The Great Afterlife Debate: Michael Shermer v. Deepak Chopra

February 28, 2007 | By | 1 Reply More

Shermer and Chopra traded articles at Skeptic Magazine, but they really didn’t communicate. 

Shermer got me on board with comments like this:

Here is the reality. It has been estimated that in the last 50,000 years about 106 billion humans were born. Of the 100 billion people born before the six billion living today, every one of them has died and not one has returned to confirm for us beyond a reasonable doubt that there is life after death. This data set does not bode well for promises of immortality and claims for an afterlife. But let’s review them one by one . . .

Shermer proceeds to show us all the skepically-driven scientific homework he’s done.

On the other hand, Deepak Chopra disappoints me immensely, always.  With comments like this:

I cite a University of Virginia study that to date has found over 2,000 children who vividly remember their past lives . . . Even more astonishing, over 200 of these children exhibit birthmarks that resemble the way they remember dying in their most recent lifetime.

Really . . . ?!  Check out this birthmark “study,” (and here)if you have time to waste.  Totally anecdotal and unstructured.  It starts with a group of children who “remember their past lives.”  Good grief!

I don’t know if he is sincere, but it seems to me that Chopra is always hiding behind a thick veil of vagueness.  It just has to be intentional, in my opinion. His response to Shermer was also condescending as well.  For example, Chopra claims that the soul that survives birth is all about “consciousness.” 

I specifically rooted the afterlife in ordinary states of consciousness that no one doubts, such as dream, imagination, projection, myth, metaphor, meditation, and other aspects of awareness that give us clues about the workings of the mind overall.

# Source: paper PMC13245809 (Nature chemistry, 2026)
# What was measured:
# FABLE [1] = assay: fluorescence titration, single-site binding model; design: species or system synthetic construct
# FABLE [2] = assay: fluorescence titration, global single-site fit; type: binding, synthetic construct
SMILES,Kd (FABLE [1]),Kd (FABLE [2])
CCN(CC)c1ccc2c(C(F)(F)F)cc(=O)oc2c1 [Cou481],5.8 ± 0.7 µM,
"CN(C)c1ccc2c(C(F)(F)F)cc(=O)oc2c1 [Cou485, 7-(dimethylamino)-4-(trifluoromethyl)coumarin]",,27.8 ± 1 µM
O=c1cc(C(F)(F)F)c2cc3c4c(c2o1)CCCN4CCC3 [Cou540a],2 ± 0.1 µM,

If you read on, though, it seems that, for Chopra, he’s referring to a extremely peculiar type of consciousness: an unconscious type of consciousness. 

OK, Chopra’s got a big following, he’s from a faraway land and he’s got an exotic-sounding name.  Sorry, Deepak.  If you’re going to convince me of anything, I need evidence I can believe and theories I can understand.

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Category: Reading - Books and Magazines, Religion, Science

About the Author ()

Erich Vieth is an attorney focusing on consumer law litigation and appellate practice. He is also a working musician and a writer, having founded Dangerous Intersection in 2006. Erich lives in the Shaw Neighborhood of St. Louis, Missouri, where he lives half-time with his two extraordinary daughters.

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  1. grumpypilgrim says:

    There's an old joke in the business world about how to recognize an expert: it's someone who travels more than 500 miles to work for you. Of course, the joke is that the "expert" is merely perceived as an expert because of the distance involved, not necessarily because of any special skill: distance alone creates the appearance of expertise.

    Chopra, in my opinion, is a good example of such an "expert."

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